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Okay so please some help me.....I feel weird and creepy but it's worth it. If anyone is willing to teach my younger brother he's 37 what you know or just let him have someone to talk to I would appreciate it SO MUCH!!! I talk too much so....I will keep it short and sweet. If you have any questions I don't mind answering any questions. I just feel like the older nosy sister who has posted some ad on xxxxxxxxxxxxxxxx for her brother. So please don't make me regret this....
So I'm trying to learn more about forging. I'd like to get into tool, decoration, and probably weapon making. Everywhere I've looked has advised a larger anvil 75lbs+ but I can't seem to understand why. I understand the difference in types of anvil except for weight. Does an anvil weighing 150lbs have an advantage over the 100lbs of the same make, if so, what's the difference? Better bounce back or what? Everyone talks about how weight matters for your application but I've yet to read from any book, forum, or site as to why it matters. Thanks, Zack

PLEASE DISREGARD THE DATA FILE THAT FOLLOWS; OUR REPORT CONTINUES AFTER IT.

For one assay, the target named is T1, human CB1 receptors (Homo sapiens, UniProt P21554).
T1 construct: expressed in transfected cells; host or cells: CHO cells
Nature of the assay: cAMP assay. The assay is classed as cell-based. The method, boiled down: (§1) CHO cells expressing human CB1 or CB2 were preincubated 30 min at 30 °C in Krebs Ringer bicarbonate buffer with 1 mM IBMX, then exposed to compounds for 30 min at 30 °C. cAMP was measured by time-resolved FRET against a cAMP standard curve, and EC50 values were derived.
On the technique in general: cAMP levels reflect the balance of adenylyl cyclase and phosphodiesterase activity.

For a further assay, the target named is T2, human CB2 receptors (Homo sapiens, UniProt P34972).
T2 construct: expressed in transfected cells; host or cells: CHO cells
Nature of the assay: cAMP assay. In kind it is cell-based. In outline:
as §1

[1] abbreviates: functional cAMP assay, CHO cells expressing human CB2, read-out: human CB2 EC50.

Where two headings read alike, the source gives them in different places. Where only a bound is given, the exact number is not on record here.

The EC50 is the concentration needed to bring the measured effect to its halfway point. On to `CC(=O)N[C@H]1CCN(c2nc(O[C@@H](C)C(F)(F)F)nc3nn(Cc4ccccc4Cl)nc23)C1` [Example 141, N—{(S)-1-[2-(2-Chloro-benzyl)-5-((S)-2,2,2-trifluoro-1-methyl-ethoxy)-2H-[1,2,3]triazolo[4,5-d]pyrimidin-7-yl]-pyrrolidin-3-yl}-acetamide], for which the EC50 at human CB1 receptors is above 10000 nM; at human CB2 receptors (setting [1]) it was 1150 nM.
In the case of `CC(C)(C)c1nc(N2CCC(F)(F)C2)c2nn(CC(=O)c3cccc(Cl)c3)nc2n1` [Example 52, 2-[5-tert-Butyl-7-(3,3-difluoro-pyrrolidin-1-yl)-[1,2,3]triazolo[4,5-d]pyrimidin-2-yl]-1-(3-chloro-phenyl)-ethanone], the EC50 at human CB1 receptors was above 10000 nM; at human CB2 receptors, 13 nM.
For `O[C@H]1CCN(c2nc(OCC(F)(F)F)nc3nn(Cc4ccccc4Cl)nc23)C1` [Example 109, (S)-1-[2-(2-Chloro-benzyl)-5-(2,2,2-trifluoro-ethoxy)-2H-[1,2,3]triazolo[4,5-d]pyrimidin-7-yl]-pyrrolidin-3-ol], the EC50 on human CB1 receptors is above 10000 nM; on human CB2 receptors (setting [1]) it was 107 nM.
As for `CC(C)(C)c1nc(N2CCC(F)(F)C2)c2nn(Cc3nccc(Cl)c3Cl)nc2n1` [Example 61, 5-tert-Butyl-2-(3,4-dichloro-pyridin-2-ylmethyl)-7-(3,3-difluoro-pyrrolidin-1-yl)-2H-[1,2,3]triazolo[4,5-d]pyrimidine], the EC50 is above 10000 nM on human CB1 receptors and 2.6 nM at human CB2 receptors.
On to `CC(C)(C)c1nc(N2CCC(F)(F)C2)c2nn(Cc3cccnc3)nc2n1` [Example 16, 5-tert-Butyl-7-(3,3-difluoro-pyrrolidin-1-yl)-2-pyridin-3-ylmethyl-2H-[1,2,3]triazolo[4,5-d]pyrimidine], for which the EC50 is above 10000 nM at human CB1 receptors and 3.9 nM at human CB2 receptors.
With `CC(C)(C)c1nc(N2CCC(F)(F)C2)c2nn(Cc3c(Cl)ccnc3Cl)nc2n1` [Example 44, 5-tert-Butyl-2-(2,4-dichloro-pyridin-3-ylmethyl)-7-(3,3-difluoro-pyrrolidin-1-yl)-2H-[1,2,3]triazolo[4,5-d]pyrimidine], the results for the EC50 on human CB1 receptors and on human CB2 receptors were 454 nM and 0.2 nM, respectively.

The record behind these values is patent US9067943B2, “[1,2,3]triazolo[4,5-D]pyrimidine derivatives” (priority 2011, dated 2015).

So, I was doing a little work this evening, making another pair of tongs (these for round/square stock), and I noticed it was starting to get dark. I have a really simple set up, and all my light is supplied by Mother Nature. The only thing I had left to do was finish punching one side of the tongs and then rivet them together. I finished the punch, cut the rivet blank, and impatiently got it hot. My stock and my punch are the same diameter, so it's always a bit of work getting the rivet through, and the light was failing ever faster. Hammered it through one side, then the other, then put it into the fire so I could flatten the heads. I'm pretty proud of my last set of tongs, but my riveting needs work, so I took a bit of care on getting both heads flattened and looking nice. Still had a bit of heat left, so I tried to work the tongs a little, and they wouldn't move at all. Back into the fire, hoping it was just where they shrunk and I riveted it pretty tight. Good, glowing orange, and still no movement. I noticed the jaws weren't quite lined up either. After getting closer to the fire so I could see a little better, I discovered the problem. I had riveted them together backwards..... So, lesson learned. Don't smith in the dark. Better to wait another day than to have to destroy the best looking rivet I've made so far. By the way, anybody know how to get the XXXXX things back apart?